Lifted from Paul Horsted's Facebook page the two photos were taken 145 years apart but the same fire-charred snags appear in both. Check out the infestation of ponderosa pine in this portion of the Black Hills where it hasn’t been a natural forest since 1863 when a nearly Hills-wide fire (possibly set by humans hoping to clear pine) opened grazing for distinct historic ungulates.
In 1874 when the Custer Expedition came through the Black Hills bringing invasive cheatgrass for their horses stands of ponderosa pine were sparsely scattered but a century and a half of poor ranching and land management practices have created an unnatural overstory best controlled by the mountain pine beetle, prescribed fires and periodic wildfires. After a century of destructive agricultural practices exotic grasses infest most of western South Dakota.
The absence of prescribed burns and the persistence of cheatgrass on the Black Hills National Forest and on other federal and state ground are just more examples of the intense lobbying efforts of Neiman Enterprises and from welfare ranchers addicted to cheap grazing fees. Instead of allowing native aspen to be restored, stands of doghair ponderosa pine, ladder fuels that feed wildfires, cover much of upper Castle Creek. Ponderosa pine only reached the Black Hills less than four thousand years ago yet spurred by the Neimans the Black Hills National Forest is still planting it in the Jasper Fire area.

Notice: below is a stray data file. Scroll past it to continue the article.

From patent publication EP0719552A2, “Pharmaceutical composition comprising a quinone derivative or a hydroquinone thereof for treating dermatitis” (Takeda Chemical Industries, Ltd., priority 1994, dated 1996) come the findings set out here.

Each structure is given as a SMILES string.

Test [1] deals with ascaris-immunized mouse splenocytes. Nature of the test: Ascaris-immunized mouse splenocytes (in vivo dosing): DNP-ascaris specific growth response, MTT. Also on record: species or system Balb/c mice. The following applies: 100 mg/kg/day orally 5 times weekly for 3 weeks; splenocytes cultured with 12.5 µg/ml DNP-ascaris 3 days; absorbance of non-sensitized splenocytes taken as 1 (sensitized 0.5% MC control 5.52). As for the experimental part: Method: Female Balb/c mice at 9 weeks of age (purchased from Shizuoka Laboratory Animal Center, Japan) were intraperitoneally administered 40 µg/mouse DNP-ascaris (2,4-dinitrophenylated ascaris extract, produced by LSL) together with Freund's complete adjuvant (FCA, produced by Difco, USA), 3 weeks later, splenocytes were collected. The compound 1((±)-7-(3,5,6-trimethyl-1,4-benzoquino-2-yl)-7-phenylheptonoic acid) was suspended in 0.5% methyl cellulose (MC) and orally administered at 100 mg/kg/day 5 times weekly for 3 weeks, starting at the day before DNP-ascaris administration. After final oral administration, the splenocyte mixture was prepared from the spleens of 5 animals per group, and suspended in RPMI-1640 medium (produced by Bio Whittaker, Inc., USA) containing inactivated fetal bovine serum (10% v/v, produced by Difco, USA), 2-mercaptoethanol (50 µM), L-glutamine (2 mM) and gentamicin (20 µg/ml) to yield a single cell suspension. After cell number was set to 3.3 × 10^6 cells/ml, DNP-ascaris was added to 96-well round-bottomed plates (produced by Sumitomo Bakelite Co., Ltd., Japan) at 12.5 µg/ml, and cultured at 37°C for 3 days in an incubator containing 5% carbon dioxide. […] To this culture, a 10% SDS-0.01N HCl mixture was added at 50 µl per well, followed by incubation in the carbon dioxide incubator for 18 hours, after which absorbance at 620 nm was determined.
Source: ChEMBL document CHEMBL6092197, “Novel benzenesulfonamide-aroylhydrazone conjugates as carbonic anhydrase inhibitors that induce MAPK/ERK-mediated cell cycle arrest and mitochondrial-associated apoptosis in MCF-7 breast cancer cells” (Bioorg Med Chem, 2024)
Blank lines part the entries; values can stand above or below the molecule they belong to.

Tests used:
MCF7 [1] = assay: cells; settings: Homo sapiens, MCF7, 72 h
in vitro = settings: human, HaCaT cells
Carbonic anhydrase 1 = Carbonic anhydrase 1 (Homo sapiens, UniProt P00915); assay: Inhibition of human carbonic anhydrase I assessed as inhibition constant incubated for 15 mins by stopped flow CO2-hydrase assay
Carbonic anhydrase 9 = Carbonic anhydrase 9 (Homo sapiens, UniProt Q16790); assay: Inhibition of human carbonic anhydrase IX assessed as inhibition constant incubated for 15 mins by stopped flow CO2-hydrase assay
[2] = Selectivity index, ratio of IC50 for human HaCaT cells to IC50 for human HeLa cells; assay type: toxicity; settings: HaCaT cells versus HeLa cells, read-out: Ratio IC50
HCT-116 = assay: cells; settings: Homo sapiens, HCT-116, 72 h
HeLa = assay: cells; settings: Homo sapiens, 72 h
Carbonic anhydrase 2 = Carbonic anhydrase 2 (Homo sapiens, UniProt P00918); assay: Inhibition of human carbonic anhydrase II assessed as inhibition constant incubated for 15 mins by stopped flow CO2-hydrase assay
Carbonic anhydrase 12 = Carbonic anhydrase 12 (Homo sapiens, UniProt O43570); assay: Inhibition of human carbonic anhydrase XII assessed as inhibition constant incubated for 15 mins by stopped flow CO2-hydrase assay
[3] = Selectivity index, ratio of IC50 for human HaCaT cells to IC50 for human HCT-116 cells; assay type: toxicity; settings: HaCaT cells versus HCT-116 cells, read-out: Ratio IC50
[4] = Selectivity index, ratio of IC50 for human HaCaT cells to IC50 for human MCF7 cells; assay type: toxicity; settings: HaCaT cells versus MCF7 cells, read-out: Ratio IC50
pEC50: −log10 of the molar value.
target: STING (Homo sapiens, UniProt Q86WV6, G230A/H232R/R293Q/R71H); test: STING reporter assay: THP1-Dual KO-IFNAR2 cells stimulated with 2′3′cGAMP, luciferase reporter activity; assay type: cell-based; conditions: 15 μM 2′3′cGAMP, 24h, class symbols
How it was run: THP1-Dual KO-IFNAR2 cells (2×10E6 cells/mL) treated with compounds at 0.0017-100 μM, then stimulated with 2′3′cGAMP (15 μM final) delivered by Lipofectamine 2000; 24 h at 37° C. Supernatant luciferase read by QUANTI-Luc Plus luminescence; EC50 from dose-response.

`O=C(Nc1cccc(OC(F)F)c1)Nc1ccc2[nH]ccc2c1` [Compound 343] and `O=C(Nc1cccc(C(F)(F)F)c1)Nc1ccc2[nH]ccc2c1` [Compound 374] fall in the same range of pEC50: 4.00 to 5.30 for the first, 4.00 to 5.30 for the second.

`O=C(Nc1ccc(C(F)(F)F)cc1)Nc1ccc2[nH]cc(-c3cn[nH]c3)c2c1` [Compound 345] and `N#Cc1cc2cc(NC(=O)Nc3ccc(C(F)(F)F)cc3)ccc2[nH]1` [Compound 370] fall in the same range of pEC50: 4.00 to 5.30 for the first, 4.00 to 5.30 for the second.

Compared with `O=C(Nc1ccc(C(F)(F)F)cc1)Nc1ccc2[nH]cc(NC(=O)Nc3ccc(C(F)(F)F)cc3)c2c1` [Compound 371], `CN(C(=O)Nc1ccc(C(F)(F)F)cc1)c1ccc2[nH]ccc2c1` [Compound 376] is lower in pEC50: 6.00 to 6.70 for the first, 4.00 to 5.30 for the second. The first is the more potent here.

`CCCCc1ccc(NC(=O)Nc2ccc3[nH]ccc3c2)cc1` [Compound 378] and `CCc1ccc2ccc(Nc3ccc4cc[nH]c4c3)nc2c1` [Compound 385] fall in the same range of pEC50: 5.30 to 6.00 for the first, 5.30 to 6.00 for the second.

$20 bucks says the black bears, wolves, and moose sighted in the Black Hills are migrating from the Bighorn Mountains in Wyoming down the Tongue River across the Powder to the Pumpkin Buttes where the Cheyenne and Belle Fourche Rivers begin then go up Beaver Creek near Newcastle into upper Castle Creek and down Rapid Creek to the Black Fox/Rochford area.
The Rocky Mountain Complex and the Black Hills have been home to a much larger aspen community in the fairly recent past. Ponderosa pine sucks millions of gallons from aquifer recharges, needles absorb heat and accelerate snow melt. Clear the second growth ponderosa pine, conduct fuel treatments, restore aspen and other native hardwoods, build wildlife corridors and approximate Pleistocene rewilding using bison and cervids.
Fire suppression continues to ravage historic Black Hills ecosystems https://t.co/Ve3fEym0ea— interested party (@larry_kurtz) March 25, 2019
Because of earth hater #sdsen John Thune the cost of prescribed fire has soared to over $2000 an acre putting the @BlackHillsNF @CusterNF @USFSNebraska and @WindCaveNPS in harm's way. https://t.co/ddJkcCTu91 https://t.co/0LnP5q77lK— interested party (@larry_kurtz) April 27, 2019
Tree ring research shows that aggressive fire suppression in the 20th century led to changes in tree density and species. https://t.co/z3kD71vEaP pic.twitter.com/0a6IwsQVaK— USDA Forest Service (@forestservice) April 29, 2019
If You Love Forests, Let Them Burn | William F. Shughart II https://t.co/YzN0f4XPEa— interested party (@larry_kurtz) April 29, 2019